Makes me wonder what Ferg would think of Thomas Sugrue's ORIGINS OF THE URBAN CRISIS. The author argues that while most people idealize the 1950s as a period of postwar prosperity, in reality, the fifties gave birth to the Rust Belt as factories from Detroit, among other places, followed white middle class workers into the suburbs leaving the inner cities to decay. (Obviously automobile culture played a significant role in the narrative as well) Not only did African Americans WWII Veterans face terribly equal access to housing and education, but often times if they managed to move out of the inner city and into the suburbs (i.e. close by a good school and a factory job), they found themselves terrorized by their saintly white neighbors. In fact, Sugrue documents one case outside Detroit in 1955 in which a Black family,the Wilsons, endured so many nightly attacks from white residents that the couple's five year old son developed a nervous disorder which caused him to wake up each night believing "things were crawling all over him". The siege upon their home lasted so long that eventually the Wilson family abandoned their home and moved away. By 1960 only 2.9% of the areas residents were black.

KO said...

Hello David,

Glad to see you back to bashing Dr. Wanker and a good drubbing (coupled with high praise indeed) you give him here. Might there be another area where he falls short in locating the modern “American Dream” in the settlement of the New World. My understanding of the colonial economy, at least in the very early years, was that it was a pre-capitalist economy that had vestiges of the old moral economy of earlier times. Before the rise of modern Liberalism (in the classic Lockean sense, not in the post-New Deal sense) there was a loose awareness of collective responsibility in economic affairs. Indeed, there were sometimes wage and price controls to enforce this collectivism. Mobocracy acted as a mechanism for informal social control when such regulations failed.

One example of this was found in 1713, when a Boston merchant named Andrew Belcher learned of grain shortages and high prices in the Caribbean. Following relatively new notions of the laws of supply and demand, Belcher planned on exporting his grain stores there to increase his profits. The grain was needed at home, however, and the city aldermen pleaded with him not to export it. When he ignored them, about two hundred men and women stormed his warehouses and seized the grain while the authorities stood by with an “I-told-you-so” look on their faces.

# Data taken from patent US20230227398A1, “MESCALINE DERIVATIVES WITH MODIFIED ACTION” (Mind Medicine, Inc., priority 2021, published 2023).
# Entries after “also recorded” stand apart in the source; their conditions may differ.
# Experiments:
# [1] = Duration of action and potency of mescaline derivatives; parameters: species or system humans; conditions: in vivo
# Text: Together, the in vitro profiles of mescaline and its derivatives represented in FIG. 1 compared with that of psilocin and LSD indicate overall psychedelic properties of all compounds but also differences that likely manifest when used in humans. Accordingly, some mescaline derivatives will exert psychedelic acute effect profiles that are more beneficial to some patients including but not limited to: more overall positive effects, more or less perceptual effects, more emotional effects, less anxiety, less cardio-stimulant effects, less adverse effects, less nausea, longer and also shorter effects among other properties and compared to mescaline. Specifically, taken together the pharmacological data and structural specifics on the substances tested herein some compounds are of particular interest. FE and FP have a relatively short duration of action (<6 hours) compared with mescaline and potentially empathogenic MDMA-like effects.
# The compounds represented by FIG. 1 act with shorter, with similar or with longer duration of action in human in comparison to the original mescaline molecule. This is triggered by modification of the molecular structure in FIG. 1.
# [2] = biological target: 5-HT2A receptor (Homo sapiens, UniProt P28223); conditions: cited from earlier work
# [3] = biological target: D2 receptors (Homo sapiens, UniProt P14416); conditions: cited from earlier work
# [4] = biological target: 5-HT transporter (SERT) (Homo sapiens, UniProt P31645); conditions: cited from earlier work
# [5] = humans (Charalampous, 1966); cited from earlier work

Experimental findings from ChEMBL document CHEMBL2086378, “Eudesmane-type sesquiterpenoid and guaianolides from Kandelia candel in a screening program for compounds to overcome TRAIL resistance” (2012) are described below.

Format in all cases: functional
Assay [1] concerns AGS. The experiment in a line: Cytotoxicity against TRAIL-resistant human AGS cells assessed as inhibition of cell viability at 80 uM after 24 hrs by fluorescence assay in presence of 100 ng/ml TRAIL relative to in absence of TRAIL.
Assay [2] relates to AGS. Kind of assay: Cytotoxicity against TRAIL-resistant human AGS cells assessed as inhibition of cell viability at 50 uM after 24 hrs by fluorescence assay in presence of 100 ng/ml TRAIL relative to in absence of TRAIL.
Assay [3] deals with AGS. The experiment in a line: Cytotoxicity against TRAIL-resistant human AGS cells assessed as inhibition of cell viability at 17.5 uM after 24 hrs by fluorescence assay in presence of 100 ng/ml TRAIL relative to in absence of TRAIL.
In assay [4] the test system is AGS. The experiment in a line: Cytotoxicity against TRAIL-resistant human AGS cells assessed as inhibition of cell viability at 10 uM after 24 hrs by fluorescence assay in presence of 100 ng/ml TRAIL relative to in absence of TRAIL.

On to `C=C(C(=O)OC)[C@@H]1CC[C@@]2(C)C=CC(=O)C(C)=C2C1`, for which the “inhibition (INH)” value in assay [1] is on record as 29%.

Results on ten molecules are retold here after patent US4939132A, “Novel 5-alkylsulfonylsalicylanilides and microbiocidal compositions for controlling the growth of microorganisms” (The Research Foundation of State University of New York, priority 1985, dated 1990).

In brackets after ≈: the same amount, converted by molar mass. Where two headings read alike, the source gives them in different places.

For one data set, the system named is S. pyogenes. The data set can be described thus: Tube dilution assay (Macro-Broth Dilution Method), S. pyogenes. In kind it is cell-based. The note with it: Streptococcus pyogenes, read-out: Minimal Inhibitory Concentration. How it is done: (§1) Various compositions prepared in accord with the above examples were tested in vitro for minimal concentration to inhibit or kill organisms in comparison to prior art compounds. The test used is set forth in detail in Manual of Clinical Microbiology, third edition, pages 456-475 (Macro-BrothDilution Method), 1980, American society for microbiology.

So America was hardly the unregulated utopia for private property that The Wanker implies, at least not until the Revolution. Therefore, the notion that the American Dream as it is preached by today’s Republicans, was a major catalyst to our success in settling North America is presentism at best, and a deliberate distortion at worst. Am I correct? If not, please set me straight before I lead any more of my students down this dangerous “revisionist” path.

Happy Trails,


Dave Nichols said...

I think you're right, Katherine. The 17th-century Puritans were far from being free-market liberals; in fact they prosecuted at least one merchant, Robert Keyne, for the crime of excessive profit taking, and the anti-export riot you mentioned reflected the persistence of a communitarian political economy into the 18th century. In neighboring New York the land was divided into manorial estates, and landlords not only refused to sell land to tenants but technically exercised feudal political rights over them (though they never actually set up baronial courts). Maryland and parts of Pennsylvania had growing rates of landlessness and tenancy in the late colonial period. South Carolina, Ferguson's model liberal colony, was originally established with a hereditary hierarchy of lords and commoners, and in the 18th century became the closest thing North America had to a Caribbean plantation colony, with an ultra-rich elite and a majority of impoverished black slaves.

Jennifer, thank you for the Sugrue reference. I suspect Ferguson would appreciate any book that presented Americans as racist wankers, since that would draw attention away from his own wankery.

Jenni Nicole Roman said...

You might be right Dave =) Although I wonder if there is a certain amount of Wanker Solidarity. Perhaps the White Man's Burden is shouldered by Group of Wanker Historians similar to the Avengers?: Wankers Unite! I'm guessing in this scenario Ferguson would be Aqua Man.